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Net code in Adv Game Programming Book

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I was just wondering if anyone had any success or experience with the network engine in "Advanced 3-D Game Programming Using DirectX 7" by Adrian Perez. I tried the multiplayer game demo out from his book, and it was extremely choppy (this I assume was a result of the fact they built the networking in AFTER they had built the rest of the engine). I DO like the way this engine functions very much. In it, he uses UDP, set up in 2 different qeues. One is for a "simulated" TCP-IP guaranteeing its delivery for net messages like login, and the other using a simple UDP message for net messages they arent quite as important (like continuous player movement). I would like to study this code more, and perhaps take it to the next level, but I jus wanted to hear what kind of success or failure other have had with this network code before I did. Any comments would be great.

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Generally speaking, that is the most realistic example of how networking code should be done that I have seen geared specifically toward games. Most books and tutuorials simple say something like "Well, you would really use UDP for a game probably, but we''re just gonna use TCP for simplicity..." It was a good thing that Adrian invited Dan Royer to write that part of the book. The only thing I saw that I didn''t really like is that he used STL containers for his queues. I have seen implementations similar to Dan''s in other types of applications, such as commercial database replication software, but the queueing mechanism was much more robust and performance driven.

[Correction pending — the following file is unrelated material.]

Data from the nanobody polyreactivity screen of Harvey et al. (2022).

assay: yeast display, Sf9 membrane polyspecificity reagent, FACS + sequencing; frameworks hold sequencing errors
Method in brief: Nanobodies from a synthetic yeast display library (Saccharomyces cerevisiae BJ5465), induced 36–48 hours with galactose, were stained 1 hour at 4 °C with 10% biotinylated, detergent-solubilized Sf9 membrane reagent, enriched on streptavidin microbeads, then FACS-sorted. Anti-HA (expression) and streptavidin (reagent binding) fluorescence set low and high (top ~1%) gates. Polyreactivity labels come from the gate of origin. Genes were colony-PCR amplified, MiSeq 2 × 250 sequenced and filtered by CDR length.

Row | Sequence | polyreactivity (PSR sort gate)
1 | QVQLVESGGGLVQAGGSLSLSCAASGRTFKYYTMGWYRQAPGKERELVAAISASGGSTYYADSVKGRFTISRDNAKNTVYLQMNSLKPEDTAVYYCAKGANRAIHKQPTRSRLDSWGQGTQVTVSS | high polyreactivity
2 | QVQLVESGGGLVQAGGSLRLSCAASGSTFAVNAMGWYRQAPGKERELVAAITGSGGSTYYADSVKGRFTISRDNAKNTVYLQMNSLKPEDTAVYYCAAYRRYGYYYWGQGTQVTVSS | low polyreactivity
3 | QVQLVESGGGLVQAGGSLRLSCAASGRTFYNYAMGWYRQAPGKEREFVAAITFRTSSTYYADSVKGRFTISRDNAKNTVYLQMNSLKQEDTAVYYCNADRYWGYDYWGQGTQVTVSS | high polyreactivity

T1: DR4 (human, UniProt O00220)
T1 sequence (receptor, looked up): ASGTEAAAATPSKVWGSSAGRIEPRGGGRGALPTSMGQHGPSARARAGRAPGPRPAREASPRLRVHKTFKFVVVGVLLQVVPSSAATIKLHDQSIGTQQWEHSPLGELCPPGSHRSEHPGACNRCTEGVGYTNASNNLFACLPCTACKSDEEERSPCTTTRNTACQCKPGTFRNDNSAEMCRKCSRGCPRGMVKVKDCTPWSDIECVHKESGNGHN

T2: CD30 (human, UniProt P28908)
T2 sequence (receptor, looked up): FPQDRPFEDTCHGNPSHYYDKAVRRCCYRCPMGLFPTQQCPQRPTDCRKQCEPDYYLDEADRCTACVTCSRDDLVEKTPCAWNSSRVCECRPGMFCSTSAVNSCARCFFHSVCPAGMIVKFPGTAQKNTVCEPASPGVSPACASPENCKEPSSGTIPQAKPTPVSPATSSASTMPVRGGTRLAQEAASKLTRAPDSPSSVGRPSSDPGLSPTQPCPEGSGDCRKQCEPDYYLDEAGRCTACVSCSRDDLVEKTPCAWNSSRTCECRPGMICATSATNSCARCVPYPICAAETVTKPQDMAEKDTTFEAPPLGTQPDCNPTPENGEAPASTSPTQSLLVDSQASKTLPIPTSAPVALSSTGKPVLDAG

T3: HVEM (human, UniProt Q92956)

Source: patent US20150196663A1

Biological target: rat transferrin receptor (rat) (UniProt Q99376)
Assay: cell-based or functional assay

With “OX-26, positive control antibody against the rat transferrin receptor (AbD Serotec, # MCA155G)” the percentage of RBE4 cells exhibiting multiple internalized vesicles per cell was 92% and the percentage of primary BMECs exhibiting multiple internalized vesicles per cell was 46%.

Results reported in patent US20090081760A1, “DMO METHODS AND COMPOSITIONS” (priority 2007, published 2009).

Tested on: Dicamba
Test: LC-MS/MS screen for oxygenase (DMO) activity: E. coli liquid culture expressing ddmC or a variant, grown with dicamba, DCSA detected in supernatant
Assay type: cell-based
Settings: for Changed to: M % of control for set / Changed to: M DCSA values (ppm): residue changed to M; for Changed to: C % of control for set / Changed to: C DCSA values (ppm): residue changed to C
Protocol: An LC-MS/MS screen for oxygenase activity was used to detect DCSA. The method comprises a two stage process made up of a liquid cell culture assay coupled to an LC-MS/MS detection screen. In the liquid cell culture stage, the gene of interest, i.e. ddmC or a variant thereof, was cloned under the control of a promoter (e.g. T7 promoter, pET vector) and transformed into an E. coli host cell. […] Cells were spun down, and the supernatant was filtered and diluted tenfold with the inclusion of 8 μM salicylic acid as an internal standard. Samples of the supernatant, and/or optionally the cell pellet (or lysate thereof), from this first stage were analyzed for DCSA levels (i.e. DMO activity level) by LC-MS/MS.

If I remember correctly it looked more like peer to peer than client-server, but it''s been a while since I looked at the book and I might be wrong there. But in general, that is the basic method of coding a scalable, robust networking engine. He has a set of articles on the FlipCode website that implement a TCP version of his engine. It is also highly recommended that you take a look at that site. LostLogics books on Multiplayer Game Programming is also a good introduction to networking, and is a great resource for DirectPlay8, should you decide to go that route.

To answer your question specifically, Yes, I ran the code on an Athlon 600 with a Voodoo3 about 4 months ago. It seemed okay, I wasn''t paying attention to the net code much though, I was looking at the quality(?) of his art assets at the time hehe. My own engine is very similar conceptually though, since I worked on said database software mentioned above... If you have access to a profiler, maybe you can take a look at the running code and see where the "jerks" are. It may be something in the network timer code or how Adrian times his "frames" in the graphics engine. Let us know what you find...

Tim/Fingh

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i tried to use that code, but had no success running the game, and i was too lazy to try it again, so i turned to other topics for the time being. i decided that that engine was a good design, but i also am going to continue studying it until it begins to make sense. but what i''m planning to do, which maybe you might want to try to is, to play around with small apps using winsock udp and dplay8 and just see how they operate. and then, eventually, add your own queues and threads. not sure if i''ll be successful at this, but being new to network programming, it sounds like a plan.

a2k

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okay, i''ve revisited the networking code that Dan Royer had written for the network library for Adrian Perez''s game. I''m hoping that this library is reliable in performance. perhaps after learning the basics, i''ll see where all the improvements are needed.

my question is: is Adrian''s MESSAGING system a good system? it seems he based it off of the "Why Pluggable Factories Rock my Multiplayer World" article, but looking at the messages, it seems like it''s allocated memory and deallocated on the fly, for each message received. isn''t this kinda slow?

i''d appreciate the input.. thanks

a2k

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